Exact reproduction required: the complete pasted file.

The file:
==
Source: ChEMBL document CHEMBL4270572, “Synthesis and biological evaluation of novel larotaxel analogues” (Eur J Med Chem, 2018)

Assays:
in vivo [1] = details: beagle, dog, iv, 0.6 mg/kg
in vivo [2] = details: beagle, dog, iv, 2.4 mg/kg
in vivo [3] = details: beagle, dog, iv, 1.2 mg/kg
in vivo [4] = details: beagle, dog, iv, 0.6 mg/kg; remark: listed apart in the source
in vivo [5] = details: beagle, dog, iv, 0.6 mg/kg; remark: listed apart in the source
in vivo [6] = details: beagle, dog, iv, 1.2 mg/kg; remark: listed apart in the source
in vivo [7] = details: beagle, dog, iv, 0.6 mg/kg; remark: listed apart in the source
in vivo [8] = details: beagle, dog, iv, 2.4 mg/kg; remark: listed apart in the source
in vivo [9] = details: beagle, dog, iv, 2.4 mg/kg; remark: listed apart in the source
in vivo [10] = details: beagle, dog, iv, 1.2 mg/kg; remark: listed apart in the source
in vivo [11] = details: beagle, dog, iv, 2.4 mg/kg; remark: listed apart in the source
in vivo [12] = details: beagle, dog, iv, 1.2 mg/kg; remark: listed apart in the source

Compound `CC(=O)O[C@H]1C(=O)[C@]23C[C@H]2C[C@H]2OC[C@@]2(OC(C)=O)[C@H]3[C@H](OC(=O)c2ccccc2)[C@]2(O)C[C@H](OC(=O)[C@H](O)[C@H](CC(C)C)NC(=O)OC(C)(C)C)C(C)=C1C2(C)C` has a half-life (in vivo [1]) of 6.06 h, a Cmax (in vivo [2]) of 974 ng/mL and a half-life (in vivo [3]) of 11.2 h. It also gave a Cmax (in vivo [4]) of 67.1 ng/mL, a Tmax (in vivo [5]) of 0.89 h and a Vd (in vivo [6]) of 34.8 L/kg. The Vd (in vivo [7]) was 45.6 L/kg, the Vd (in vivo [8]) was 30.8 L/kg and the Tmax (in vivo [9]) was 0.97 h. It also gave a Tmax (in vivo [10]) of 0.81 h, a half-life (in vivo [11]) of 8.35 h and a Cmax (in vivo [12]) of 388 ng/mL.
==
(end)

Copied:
Source: ChEMBL document CHEMBL4270572, “Synthesis and biological evaluation of novel larotaxel analogues” (Eur J Med Chem, 2018)

Assays:
in vivo [1] = details: beagle, dog, iv, 0.6 mg/kg
in vivo [2] = details: beagle, dog, iv, 2.4 mg/kg
in vivo [3] = details: beagle, dog, iv, 1.2 mg/kg
in vivo [4] = details: beagle, dog, iv, 0.6 mg/kg; remark: listed apart in the source
in vivo [5] = details: beagle, dog, iv, 0.6 mg/kg; remark: listed apart in the source
in vivo [6] = details: beagle, dog, iv, 1.2 mg/kg; remark: listed apart in the source
in vivo [7] = details: beagle, dog, iv, 0.6 mg/kg; remark: listed apart in the source
in vivo [8] = details: beagle, dog, iv, 2.4 mg/kg; remark: listed apart in the source
in vivo [9] = details: beagle, dog, iv, 2.4 mg/kg; remark: listed apart in the source
in vivo [10] = details: beagle, dog, iv, 1.2 mg/kg; remark: listed apart in the source
in vivo [11] = details: beagle, dog, iv, 2.4 mg/kg; remark: listed apart in the source
in vivo [12] = details: beagle, dog, iv, 1.2 mg/kg; remark: listed apart in the source

Compound `CC(=O)O[C@H]1C(=O)[C@]23C[C@H]2C[C@H]2OC[C@@]2(OC(C)=O)[C@H]3[C@H](OC(=O)c2ccccc2)[C@]2(O)C[C@H](OC(=O)[C@H](O)[C@H](CC(C)C)NC(=O)OC(C)(C)C)C(C)=C1C2(C)C` has a half-life (in vivo [1]) of 6.06 h, a Cmax (in vivo [2]) of 974 ng/mL and a half-life (in vivo [3]) of 11.2 h. It also gave a Cmax (in vivo [4]) of 67.1 ng/mL, a Tmax (in vivo [5]) of 0.89 h and a Vd (in vivo [6]) of 34.8 L/kg. The Vd (in vivo [7]) was 45.6 L/kg, the Vd (in vivo [8]) was 30.8 L/kg and the Tmax (in vivo [9]) was 0.97 h. It also gave a Tmax (in vivo [10]) of 0.81 h, a half-life (in vivo [11]) of 8.35 h and a Cmax (in vivo [12]) of 388 ng/mL.